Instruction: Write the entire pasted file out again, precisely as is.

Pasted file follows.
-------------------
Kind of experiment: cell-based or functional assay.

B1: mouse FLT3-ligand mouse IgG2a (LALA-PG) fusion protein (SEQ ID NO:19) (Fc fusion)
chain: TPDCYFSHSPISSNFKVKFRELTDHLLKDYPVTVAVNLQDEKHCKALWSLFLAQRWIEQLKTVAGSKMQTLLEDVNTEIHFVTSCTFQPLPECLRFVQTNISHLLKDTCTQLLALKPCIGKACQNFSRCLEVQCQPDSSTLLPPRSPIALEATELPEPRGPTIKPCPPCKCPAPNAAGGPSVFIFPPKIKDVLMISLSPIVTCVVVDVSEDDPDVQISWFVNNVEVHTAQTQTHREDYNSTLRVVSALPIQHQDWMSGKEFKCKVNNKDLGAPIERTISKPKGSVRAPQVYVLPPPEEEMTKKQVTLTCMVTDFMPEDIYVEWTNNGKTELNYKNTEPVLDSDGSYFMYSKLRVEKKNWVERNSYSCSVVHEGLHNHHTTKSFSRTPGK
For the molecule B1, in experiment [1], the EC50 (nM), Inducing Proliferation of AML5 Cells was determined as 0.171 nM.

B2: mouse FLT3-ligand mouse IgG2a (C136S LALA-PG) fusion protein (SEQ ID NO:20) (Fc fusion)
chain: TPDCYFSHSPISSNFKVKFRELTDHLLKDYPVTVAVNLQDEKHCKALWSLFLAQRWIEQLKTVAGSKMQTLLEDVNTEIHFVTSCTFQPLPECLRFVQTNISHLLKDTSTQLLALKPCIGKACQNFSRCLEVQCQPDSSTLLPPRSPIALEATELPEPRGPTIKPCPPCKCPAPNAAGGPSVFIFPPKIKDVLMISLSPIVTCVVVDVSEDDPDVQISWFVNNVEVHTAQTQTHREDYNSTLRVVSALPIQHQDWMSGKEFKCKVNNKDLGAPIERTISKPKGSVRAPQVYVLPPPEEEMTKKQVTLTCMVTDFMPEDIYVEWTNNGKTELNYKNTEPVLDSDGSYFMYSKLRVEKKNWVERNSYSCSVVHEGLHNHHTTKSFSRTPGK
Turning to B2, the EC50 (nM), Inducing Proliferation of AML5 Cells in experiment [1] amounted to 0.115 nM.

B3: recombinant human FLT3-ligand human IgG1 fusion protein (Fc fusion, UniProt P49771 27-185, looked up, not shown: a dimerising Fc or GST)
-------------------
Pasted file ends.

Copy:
Kind of experiment: cell-based or functional assay.

B1: mouse FLT3-ligand mouse IgG2a (LALA-PG) fusion protein (SEQ ID NO:19) (Fc fusion)
chain: TPDCYFSHSPISSNFKVKFRELTDHLLKDYPVTVAVNLQDEKHCKALWSLFLAQRWIEQLKTVAGSKMQTLLEDVNTEIHFVTSCTFQPLPECLRFVQTNISHLLKDTCTQLLALKPCIGKACQNFSRCLEVQCQPDSSTLLPPRSPIALEATELPEPRGPTIKPCPPCKCPAPNAAGGPSVFIFPPKIKDVLMISLSPIVTCVVVDVSEDDPDVQISWFVNNVEVHTAQTQTHREDYNSTLRVVSALPIQHQDWMSGKEFKCKVNNKDLGAPIERTISKPKGSVRAPQVYVLPPPEEEMTKKQVTLTCMVTDFMPEDIYVEWTNNGKTELNYKNTEPVLDSDGSYFMYSKLRVEKKNWVERNSYSCSVVHEGLHNHHTTKSFSRTPGK
For the molecule B1, in experiment [1], the EC50 (nM), Inducing Proliferation of AML5 Cells was determined as 0.171 nM.

B2: mouse FLT3-ligand mouse IgG2a (C136S LALA-PG) fusion protein (SEQ ID NO:20) (Fc fusion)
chain: TPDCYFSHSPISSNFKVKFRELTDHLLKDYPVTVAVNLQDEKHCKALWSLFLAQRWIEQLKTVAGSKMQTLLEDVNTEIHFVTSCTFQPLPECLRFVQTNISHLLKDTSTQLLALKPCIGKACQNFSRCLEVQCQPDSSTLLPPRSPIALEATELPEPRGPTIKPCPPCKCPAPNAAGGPSVFIFPPKIKDVLMISLSPIVTCVVVDVSEDDPDVQISWFVNNVEVHTAQTQTHREDYNSTLRVVSALPIQHQDWMSGKEFKCKVNNKDLGAPIERTISKPKGSVRAPQVYVLPPPEEEMTKKQVTLTCMVTDFMPEDIYVEWTNNGKTELNYKNTEPVLDSDGSYFMYSKLRVEKKNWVERNSYSCSVVHEGLHNHHTTKSFSRTPGK
Turning to B2, the EC50 (nM), Inducing Proliferation of AML5 Cells in experiment [1] amounted to 0.115 nM.

B3: recombinant human FLT3-ligand human IgG1 fusion protein (Fc fusion, UniProt P49771 27-185, looked up, not shown: a dimerising Fc or GST)